Answer Tip: Describe how you were able to use existing skills or learn skills to work for yourself. Demonstrate that you are comfortable in your skin and can work independently when required.
Tempting as it may be to focus only on yourself, don’t forget to give credit to your team if they joined the project later on.
Try to use examples where you went beyond your day role to take on extra responsibility. Be Humble!
2. Tell me about a time you had to work on several projects at once.
How did you handle this?
Answer Tip: Describe your process for handling multiple tasks at the same time.
3. Describe a time when you faced difficulty or a stressful problem at work and how you solved it.
What is your internal dialogue when you’re going through a stressful situation? How do you work through a stressful problem?
Answer Tip: Work through your process of resolving blocks you faced.
It’s effective to talk about strategies you use to manage stressful situations.
4. Tell me about when you had to deal with conflict within your team.
How was the conflict solved? How did you handle that? How would you deal with it now?
Answer Tip: Explain how you worked through the issue – show off your communication skills, it’s ok if you didn’t come out of the disagreement on top, your interviewer is looking for your ability to handle the conflict itself.
5. Give me an example of a time you had to take a creative and unusual approach to solve a coding problem.
How did this idea come to your mind? Why do you think it was unusual?
Answer Tip: Think about a way that you surprised yourself with an unexpected idea. Did you follow a "creative process" or was your creativity more spontaneous in the situation?
6. Describe a situation in which you worked on a Team project and it did not produce the desired results.
Why didn't you get the desired results? What did you learn from the experience?
Answer Tip: Be honest and show how you can learn from your failures. Don’t blame your team members for your failure; focus on the objective reasons that led to team failure and what you learned from it.
Try using examples from a time when you participated in a hackathon. This usually works well for questions like this, especially if you had a good idea and got some recognition for it.
This is a time when you would’ve generated a lot of ideas in collaboration with a team in a short span of time and solved a lot of problems. This is a great way to demonstrate that you can work well in a team environment while also generating positive outcomes for your team.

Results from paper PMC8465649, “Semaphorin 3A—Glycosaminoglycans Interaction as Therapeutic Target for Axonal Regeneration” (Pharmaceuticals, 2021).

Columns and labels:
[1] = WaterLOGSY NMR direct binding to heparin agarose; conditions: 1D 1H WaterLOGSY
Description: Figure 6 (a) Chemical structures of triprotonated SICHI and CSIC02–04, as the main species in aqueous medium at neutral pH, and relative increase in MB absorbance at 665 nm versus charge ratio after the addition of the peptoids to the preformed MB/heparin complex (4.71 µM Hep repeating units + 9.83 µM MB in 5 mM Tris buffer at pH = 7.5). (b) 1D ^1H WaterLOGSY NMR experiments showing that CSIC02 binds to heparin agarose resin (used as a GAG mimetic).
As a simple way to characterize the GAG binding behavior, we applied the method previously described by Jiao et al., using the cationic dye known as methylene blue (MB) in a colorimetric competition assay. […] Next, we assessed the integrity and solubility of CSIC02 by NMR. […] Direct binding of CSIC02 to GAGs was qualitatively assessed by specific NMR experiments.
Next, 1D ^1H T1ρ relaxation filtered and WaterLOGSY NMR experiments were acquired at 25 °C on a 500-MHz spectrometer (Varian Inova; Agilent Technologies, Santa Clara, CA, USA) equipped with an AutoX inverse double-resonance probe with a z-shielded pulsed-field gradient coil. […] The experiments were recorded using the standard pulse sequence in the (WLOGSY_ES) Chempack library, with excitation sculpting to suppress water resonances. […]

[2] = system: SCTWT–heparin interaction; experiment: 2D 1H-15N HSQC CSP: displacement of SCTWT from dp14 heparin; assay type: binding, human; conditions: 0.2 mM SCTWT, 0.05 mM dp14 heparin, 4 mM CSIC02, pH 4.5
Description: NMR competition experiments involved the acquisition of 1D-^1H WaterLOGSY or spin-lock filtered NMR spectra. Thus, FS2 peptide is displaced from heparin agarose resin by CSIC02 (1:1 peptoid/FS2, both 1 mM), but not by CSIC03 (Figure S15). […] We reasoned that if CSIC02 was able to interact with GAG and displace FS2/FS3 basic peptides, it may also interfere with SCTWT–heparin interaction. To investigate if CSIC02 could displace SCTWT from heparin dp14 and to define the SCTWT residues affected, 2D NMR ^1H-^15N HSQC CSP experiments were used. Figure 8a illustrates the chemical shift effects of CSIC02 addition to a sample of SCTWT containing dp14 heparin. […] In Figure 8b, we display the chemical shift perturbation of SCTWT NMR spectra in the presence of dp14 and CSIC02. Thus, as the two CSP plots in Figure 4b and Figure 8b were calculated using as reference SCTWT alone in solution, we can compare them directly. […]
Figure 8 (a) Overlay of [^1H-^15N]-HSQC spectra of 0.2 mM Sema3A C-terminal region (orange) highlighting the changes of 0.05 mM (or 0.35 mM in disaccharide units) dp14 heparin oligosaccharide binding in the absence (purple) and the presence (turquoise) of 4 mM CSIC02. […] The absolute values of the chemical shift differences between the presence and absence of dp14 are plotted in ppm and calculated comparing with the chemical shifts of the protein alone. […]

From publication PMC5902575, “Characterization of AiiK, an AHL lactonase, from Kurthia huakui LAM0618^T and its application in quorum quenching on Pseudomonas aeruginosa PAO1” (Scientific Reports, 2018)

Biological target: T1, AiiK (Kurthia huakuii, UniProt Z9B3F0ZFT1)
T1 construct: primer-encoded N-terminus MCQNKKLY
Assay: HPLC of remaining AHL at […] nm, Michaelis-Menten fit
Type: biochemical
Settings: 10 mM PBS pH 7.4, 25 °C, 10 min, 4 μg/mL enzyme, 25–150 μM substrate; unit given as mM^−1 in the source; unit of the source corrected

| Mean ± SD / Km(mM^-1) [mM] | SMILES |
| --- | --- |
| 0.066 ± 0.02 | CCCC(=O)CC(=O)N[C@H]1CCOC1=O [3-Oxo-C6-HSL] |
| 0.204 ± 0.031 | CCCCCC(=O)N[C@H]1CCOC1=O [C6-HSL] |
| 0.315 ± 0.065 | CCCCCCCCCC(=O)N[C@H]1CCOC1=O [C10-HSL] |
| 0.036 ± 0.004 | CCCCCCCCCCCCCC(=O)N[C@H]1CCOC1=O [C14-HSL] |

7. Give an example of an important Team project goal you reached and how you achieved it.
Answer Tip: Make a list of these examples ahead of your interview so that you’re comfortable with these ideas. Focus on the times when you were able to deliver a business result, rather than just hanging out at the pub the following weekend.
8. Describe a situation in which you experienced difficulty getting others to accept your ideas.
What was your approach? How did this work? Were you able to successfully persuade someone to see things your way?
Answer Tip: Explain how you worked through the issue—show off your communication skills; it’s ok if you didn’t communicate on top of the disagreement; your interviewer is looking for your ability to handle conflict.
Choose a time when you disagreed about a work-related issue, not a personal one, and explain how you tackled the case. Focus on your communication and negotiation skills. Try not to let your ego get in the way.
9. Tell me about a situation when you were responsible for project planning.
Did everything go according to your plan? If not, then why, and what kind of actions or counteractions did you have to take?
Answer Tip: Describe your initial uncertainty and how you were able to overcome it. What did you do to step up as a responsible person or leader in the situation? Did you speak up? Did you facilitate? Did you Delegate?
10. Tell me about a situation when you made a mistake at work.
What happened exactly and how did you deal with it? What steps did you take to improve the situation?
Answer Tip: Choose a mistake from when you first started working on a job and describe your progression until you improved the whole situation.